Coming into the Royal Festival Hall from a perfect May afternoon in London, the atmosphere was festive and positive and the matinee concert that drew us in from the warm sun, certainly created its own very brilliant glow, not least in the opening work, Nightride and Sunrise by Sibelius. A once neglected piece, perhaps due to its complexity of tone and unusual structure, it has increasingly been recognised for its poetry and freshness and given more regular outings. Ashkenazy, as part of his Sibelius series, certainly made a strong case for it, with the exposed orchestration wonderfully balanced and clearly delivered by the Philhamonia and the unexpected ending delicately poised.

Daniil Trifonov © Dario Acosta
Daniil Trifonov
© Dario Acosta

None of this Scandinavian subtlety prepared us for the onslaught that followed in the shape of Rachmaninov’s Piano Concerto no. 3 in D minor, performed by the young lion, Daniil Trifonov. What a performance this was, managing to combine delicacy, power, passion, spontaneity and rhythmic precision in a miraculous way. This is a piece that lives or dies on the commitment of its soloist. If played with classical restraint it sounds like any other late romantic concerto warhorse, but given this level of uninhibited élan, it becomes an overwhelming experience. With Ashkenazy securely steering proceedings with his pianists’ deep understanding of how to make the work shine, Trifonov was able to relax into his performance in a way that I haven’t heard for decades.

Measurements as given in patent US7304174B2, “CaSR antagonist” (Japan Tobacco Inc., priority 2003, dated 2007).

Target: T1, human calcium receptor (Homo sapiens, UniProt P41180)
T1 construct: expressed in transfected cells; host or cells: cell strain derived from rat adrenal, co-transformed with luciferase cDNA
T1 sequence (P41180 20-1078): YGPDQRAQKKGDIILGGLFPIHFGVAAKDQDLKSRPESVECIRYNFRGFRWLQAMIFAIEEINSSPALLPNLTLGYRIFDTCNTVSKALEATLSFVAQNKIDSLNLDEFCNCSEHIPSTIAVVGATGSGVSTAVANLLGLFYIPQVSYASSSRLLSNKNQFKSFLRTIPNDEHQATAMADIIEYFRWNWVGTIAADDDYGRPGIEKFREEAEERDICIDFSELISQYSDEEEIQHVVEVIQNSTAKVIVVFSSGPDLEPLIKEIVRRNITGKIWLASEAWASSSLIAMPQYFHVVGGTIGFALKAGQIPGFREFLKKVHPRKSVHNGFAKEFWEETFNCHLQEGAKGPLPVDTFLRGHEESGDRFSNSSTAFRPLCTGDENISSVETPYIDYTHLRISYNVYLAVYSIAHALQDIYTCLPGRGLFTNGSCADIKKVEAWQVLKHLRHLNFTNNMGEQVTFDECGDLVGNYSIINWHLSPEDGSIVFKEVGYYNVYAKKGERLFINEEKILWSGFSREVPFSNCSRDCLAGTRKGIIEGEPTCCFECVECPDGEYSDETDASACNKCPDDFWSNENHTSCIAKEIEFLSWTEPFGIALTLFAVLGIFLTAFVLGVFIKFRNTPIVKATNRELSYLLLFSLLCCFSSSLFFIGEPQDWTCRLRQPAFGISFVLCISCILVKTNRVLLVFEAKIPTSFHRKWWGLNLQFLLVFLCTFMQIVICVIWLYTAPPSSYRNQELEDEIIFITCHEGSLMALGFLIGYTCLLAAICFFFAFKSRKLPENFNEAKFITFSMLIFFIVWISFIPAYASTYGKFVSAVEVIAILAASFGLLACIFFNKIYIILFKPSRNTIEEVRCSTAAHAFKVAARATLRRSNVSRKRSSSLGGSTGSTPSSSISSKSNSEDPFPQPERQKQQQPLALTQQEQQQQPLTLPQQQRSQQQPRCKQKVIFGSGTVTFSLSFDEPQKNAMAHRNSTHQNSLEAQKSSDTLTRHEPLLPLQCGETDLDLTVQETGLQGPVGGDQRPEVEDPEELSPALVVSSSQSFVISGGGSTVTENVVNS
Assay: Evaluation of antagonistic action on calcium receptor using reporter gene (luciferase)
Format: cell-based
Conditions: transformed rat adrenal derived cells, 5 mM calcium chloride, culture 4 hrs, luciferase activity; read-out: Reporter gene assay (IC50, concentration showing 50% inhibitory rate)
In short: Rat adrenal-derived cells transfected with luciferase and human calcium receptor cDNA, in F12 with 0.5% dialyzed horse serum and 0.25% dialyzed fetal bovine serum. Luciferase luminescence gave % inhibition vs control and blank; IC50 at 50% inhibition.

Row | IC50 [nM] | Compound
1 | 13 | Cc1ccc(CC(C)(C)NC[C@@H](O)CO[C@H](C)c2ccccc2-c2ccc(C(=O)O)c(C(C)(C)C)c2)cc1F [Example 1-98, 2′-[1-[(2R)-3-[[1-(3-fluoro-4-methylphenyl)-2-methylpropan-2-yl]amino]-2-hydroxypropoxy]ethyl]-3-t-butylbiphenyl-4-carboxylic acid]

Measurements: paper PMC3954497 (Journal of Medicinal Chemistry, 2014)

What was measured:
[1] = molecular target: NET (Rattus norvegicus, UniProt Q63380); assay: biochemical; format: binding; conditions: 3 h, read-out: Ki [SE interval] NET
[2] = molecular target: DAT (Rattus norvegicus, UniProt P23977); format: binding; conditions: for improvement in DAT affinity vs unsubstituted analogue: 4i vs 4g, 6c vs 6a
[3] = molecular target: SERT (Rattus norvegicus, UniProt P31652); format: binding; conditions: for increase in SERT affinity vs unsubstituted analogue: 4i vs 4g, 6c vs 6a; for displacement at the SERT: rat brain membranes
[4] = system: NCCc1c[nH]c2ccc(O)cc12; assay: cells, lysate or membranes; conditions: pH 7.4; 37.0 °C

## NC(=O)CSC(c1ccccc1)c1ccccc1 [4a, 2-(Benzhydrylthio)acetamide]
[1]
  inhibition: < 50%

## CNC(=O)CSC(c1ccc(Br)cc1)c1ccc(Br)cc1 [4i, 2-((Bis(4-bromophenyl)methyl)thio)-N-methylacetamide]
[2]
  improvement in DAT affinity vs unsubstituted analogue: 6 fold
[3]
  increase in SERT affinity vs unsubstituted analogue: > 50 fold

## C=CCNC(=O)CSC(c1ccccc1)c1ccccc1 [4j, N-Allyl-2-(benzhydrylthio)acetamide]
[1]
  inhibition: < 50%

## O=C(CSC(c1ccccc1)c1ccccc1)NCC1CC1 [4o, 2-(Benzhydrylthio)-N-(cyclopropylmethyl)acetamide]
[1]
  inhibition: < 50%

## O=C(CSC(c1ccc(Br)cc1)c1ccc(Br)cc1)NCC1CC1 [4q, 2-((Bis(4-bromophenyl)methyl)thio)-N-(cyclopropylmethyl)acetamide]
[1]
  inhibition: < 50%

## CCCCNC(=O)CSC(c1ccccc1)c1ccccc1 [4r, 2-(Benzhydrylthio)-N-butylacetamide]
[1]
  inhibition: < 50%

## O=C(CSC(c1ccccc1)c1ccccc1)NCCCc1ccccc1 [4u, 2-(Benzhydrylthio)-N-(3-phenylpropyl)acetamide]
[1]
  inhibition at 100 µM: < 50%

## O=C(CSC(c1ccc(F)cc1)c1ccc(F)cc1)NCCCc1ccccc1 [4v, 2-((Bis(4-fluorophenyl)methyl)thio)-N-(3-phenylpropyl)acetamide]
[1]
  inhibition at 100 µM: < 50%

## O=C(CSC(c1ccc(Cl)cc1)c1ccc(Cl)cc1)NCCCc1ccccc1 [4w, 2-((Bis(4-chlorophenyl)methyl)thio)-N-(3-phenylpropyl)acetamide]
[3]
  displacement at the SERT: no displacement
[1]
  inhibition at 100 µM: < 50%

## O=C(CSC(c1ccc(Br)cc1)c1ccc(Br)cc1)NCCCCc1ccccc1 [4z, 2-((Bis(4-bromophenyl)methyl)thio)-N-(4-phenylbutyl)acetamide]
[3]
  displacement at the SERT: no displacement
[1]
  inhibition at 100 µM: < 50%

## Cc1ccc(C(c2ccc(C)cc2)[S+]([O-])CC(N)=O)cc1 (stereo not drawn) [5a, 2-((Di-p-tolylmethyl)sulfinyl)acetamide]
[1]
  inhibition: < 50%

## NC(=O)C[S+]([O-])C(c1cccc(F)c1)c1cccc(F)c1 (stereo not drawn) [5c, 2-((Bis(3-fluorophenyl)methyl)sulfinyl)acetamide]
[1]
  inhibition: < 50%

In the vast first movement, Trifonov started with an unassuming simplicity which was nothing less than deceitful, because once the main dramatic Allegro began, the power was unleashed. In the central cadenza the effect was thrilling indeed, with the soloist appearing to have shot his bolt too soon, given the drama that unfolds, but as the music expands he showed us there was more and more to come. Not that it sounded like the piano was being abused and overplayed, Trifonov managed to produce all these bigger sounds within the confines of the instrument.

The slow movement was taken at a good swiftish tempo enabling the continued animation of the score to be maintained as it should, with little let up for the soloist. Trifonov was particularly crystalline in the scherzo-like middle section, his precise finger work carried the movement forward to its grander than grand, crowd-pleasing conclusion. 

Sibelius Fifth Symphony followed after the interval and here we were able to sample Ashkenazy’s pedigree as a true Sibelian, with perfectly judged tempi and acute awareness of the tight structure of this much revised work, which in its final form, ended up being all about transitions. The Philharmonia was on inspired form here, perhaps still in the afterglow of that adrenalin-fuelled Rachmaninov explosion, every section seemed to be on fire, with the thrilling final moments of the first movement being the highlight of the performance. Another highlight was the lead up to the famous final hammer blow chords. This is the trickiest interpretative moment in the piece, but Ashkenazy handled it perfectly,  with an appropriate broadening of the tempo that brought out a strong sense of ecstatic fulfilment in this most positive of symphonies.